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by Silke Hartung

Reaching Out To Media – 40 DOs and DON’Ts

by Silke Hartung

Reaching Out To Media – 40 DOs and DON’Ts

2020 hasn’t been kind to many of us, but being locked down together as a nation has given some the rare luxury of time to reflect on what’s working and what’s not. Here at NZM we get an almost constant barrage of ‘press releases’ and ‘media alerts’, some good, others decidedly not so. In a bid to find out how best to reach out to NZ music-friendly media in 2021, whether as a paid publicist or independently, Silke Hartung got in touch with a number of music curators from across Aotearoa. Together they have come up with 40 DOs and DON’Ts on how to best share your news, be it a gig, tour, album release, singles/music videos, or right back at stage one, introducing yourself as new artist.

DOs:

  • Know your musical identity, genre and audience. (“It is not just dropping a song or something off at a station or blog and saying, ‘Hey can you publicise this.'” – Sam Smith, Nowhere Bros)
  • Have a clear call to action, tell us what you want (or rather hope you might get) from us. 
  • Add clear key dates. (“We can’t wait half a day for someone to reply because they forgot to put the date of their live event into their press release.” – Chris Cudby, Undertheradar) (“Always mention if you want a press release or review to go live on a specific date.” – Lisa Jones, Muzic.net.nz)
  • A good bio is worth its weight in gold, especially if you’re new.
  • Write a clear press release with all the info journalists might need about whatever it is you’re promoting. (“I can sometimes receive up to 50 emails a day – so the easier to read/clarity of how to listen to the song – and a personalised message is great.” – Charlotte Ryan, RNZ)(“All the best press releases I receive very clearly convey all the information we’d need to put together a news story, without us having to get back to the artist/promoter about any missing details.” – Chris Cudby)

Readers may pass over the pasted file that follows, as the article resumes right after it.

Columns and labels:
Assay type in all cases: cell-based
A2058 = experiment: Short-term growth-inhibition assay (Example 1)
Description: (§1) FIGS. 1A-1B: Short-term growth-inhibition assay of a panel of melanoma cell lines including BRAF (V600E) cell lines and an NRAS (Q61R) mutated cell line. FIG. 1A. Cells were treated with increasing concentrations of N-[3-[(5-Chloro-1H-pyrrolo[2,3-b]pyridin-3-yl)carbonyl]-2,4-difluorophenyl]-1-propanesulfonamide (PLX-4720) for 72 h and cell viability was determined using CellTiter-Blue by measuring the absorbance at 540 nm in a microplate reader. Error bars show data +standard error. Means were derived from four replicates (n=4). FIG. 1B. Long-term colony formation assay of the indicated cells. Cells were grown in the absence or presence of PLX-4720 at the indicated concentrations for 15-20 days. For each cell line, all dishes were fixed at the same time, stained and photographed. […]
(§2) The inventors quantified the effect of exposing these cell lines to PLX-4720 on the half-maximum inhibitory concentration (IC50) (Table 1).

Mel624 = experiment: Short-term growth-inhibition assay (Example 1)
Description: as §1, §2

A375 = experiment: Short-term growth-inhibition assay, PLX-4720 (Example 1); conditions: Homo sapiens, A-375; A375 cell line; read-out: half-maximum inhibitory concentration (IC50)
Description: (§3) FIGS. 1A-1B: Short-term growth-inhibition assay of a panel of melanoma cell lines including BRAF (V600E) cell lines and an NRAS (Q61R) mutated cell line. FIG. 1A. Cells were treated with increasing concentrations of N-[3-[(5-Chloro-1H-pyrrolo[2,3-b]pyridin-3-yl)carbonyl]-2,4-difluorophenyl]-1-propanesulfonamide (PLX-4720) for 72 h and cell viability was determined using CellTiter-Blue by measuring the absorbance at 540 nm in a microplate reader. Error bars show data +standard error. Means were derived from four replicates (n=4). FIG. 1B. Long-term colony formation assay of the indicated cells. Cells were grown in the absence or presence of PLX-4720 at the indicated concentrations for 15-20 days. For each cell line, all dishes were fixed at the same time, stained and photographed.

• Add social media account links. (“And keep your social media updated – and website if you have one. This includes a Bandcamp bio, Spotify bio etc.” – Charlotte Ryan) 
  • Suggest an editorial angle that’s matched to the specific outlet – that can be very persuasive.
  • Do your research about who you’re actually contacting! (“Don’t send music to journalists and DJs unless you know it is their style.” – Charlotte Ryan)
  • Find out in advance the preferred music preview format different media outlets have – or provide links to track-by-track streams like Soundcloud, or downloads from places like Dropbox. (“Asking me to review or write about your new album without offering a free DL copy feels like asking for free publicity. Here, do this for us, but you have to pay to do it – nope, sorry.” – Mike Hollywood, EverythingsGoneGreen)
  • It’s so basic, but be polite! 
  • Almost as basic, a quick spellcheck can go a long way.
  • Make sure your album artwork is readily available online at relatively large size, i.e. via Bandcamp, or posted on social media, if you don’t have your own website. (“I am astonished how hard it is to get decent album cover art from many local artists. It should be a simple matter but in many instances, it isn’t.” – Graham Reid, Elsewhere)
  • Always follow up – but within reason – you don’t want to be spam in anyone’s eyes. (“I have a life too, and other work I need to do to support Elsewhere.” – Graham Reid)
  • Use a unique, clear and concise subject line for your emails. (“It makes it easier to keep track of everything.” – Lisa Jones)
  • “Send your submissions through in the morning, especially if you want it to go live on that day.” – Lisa Jones
  • Make your email look awesome with, for example, Mailchimp.
  • Including your press release in the body of the email works best. Say what you want to say without us having to click anything to find it. (“Not every media website can work with every format” – Lisa Jones)
  • Provide images through a link to a Dropbox folder. (“A great submission includes easily downloadable, appropriately sized images/graphics.” – Veronika McLaughlin, 13th Floor)